Even as it continues to produce Olympic athletes, the Maine Winter Sports Center in Aroostook County faces an uncertain future.
The Libra Foundation, which has provided the primary financial support for the center and its world-class facilities in Fort Kent and Presque Isle, will end the funding after April 30. The foundation, which provided nearly $1.4 million of the center’s $1.7 million in revenue last year, will move on and look to other projects, said Libra’s president and CEO.
The news came just days before the opening of the Winter Olympics in Sochi, Russia, which will include six competitors who trained at the Maine Winter Sports Center: one cross country skier and five biathletes, including the first Maine native to go through the program, Russell Currier of Stockholm. Another has been named to the U.S. Paralympic team.
Andy Shepard, president and CEO of the sports center, said he knew the day would come when the Libra Foundation’s funding would stop. “I just didn’t see it coming this precipitously,” he said Tuesday. “The hope was that there would be a more measured transition.”
Shepard is now beginning a fundraising campaign that he hopes will bring in $550,000 over the next three months to ensure that the center can operate next year. That would also give him time to come up with a long-range financial plan.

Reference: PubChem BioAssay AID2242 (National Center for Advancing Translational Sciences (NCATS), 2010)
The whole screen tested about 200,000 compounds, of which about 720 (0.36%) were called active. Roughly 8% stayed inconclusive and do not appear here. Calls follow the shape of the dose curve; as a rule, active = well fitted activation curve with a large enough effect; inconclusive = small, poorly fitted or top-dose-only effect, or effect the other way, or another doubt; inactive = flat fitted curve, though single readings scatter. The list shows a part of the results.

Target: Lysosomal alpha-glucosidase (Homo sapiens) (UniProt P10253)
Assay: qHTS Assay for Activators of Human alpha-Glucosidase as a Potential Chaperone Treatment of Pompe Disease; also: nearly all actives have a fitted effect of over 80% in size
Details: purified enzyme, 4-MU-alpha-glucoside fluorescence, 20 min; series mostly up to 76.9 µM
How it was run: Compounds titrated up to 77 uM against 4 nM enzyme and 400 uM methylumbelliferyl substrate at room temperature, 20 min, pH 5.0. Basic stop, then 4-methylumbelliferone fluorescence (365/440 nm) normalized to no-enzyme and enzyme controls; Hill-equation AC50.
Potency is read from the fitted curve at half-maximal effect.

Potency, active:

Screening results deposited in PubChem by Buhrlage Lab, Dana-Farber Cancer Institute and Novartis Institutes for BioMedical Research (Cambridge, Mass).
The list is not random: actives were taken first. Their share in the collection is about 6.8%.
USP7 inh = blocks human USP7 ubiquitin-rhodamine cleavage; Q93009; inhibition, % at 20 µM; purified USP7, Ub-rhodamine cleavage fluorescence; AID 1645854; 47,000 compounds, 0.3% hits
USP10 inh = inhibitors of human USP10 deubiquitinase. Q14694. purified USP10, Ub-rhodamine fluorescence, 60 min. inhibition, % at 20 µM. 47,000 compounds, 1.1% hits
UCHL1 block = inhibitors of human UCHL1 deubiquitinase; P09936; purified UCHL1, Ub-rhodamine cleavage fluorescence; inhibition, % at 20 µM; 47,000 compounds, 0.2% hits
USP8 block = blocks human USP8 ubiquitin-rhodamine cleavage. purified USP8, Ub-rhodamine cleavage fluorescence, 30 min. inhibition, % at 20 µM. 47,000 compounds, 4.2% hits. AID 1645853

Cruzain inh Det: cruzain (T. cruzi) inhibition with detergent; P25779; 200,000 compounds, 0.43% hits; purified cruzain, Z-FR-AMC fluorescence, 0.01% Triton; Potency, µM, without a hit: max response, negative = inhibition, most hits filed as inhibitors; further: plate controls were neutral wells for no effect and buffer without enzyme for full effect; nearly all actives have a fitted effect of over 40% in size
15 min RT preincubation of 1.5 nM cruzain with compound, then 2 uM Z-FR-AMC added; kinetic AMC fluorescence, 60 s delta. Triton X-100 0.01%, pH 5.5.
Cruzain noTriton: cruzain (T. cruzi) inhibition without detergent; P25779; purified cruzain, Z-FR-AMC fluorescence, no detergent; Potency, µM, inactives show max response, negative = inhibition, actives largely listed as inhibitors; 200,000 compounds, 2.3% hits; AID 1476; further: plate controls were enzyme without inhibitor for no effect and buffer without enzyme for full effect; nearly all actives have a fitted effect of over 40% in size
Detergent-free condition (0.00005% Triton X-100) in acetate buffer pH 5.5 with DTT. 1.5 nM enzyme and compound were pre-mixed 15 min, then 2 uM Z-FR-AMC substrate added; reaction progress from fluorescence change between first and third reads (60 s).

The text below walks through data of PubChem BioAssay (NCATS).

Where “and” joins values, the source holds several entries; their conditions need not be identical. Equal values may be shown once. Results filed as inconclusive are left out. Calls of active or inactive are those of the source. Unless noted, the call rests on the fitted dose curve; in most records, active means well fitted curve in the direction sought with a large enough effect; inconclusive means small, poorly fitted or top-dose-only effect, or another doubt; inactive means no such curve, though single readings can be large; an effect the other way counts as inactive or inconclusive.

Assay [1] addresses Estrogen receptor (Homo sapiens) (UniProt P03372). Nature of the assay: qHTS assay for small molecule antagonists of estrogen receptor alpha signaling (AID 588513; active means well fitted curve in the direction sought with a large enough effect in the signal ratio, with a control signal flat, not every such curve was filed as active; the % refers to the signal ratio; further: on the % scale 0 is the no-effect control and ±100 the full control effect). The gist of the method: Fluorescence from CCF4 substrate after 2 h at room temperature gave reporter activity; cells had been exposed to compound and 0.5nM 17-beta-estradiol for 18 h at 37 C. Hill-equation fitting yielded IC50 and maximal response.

“I’m talking to anyone who will listen,” Shepard said.
Craig Denekas, president and CEO of the Libra Foundation, said it was simply time to move on. He said the Portland-based foundation, formed by the late philanthropist Elizabeth Noyce, had distributed $33 million to $34 million to the Nordic and alpine operations at the sports center since it opened in 1999.
“We look at it this way: We started it and we’ve run it for 15 years, and it’s come to a very good point,” said Denekas. “Let’s now figure out how it’s going to move on and flourish for the next 15 years. … And that’s in keeping with our typical model for this sort of thing.”
The foundation typically helps start nonprofits and continues funding them until they can stand on their own. Last summer, it ended its funding for the sports center’s two alpine ski areas, Black Mountain in Rumford and Bigrock Mountain in Mars Hill, after making multimillion-dollar investments in each.
At the two facilities in Aroostook County, the center has produced 13 Olympic athletes over the years, hosted World Cups and world championships – the Nordic Heritage Ski Center in Presque Isle will host the world junior biathlon championships Feb. 28 to March 8 – and made a big impact across the state with its Healthy Hometowns program.
“The success (of the center) indicates this is exactly the right reason, the right time, to (end funding),” Denekas said. “One, we’re at the end of an Olympic cycle. Two, it’s been going on 15 years. When you think about the accomplishments the communities have made, the athletes have made, now is exactly the right time for the message to be ‘It works.’ And it’s time for it to stand on its own.”
Denekas said there’s nothing negative about the center or the way it operates.
“I think the project has hit foursquare on all of its objectives,” he said, including training of elite athletes, economic development and anti-obesity programs.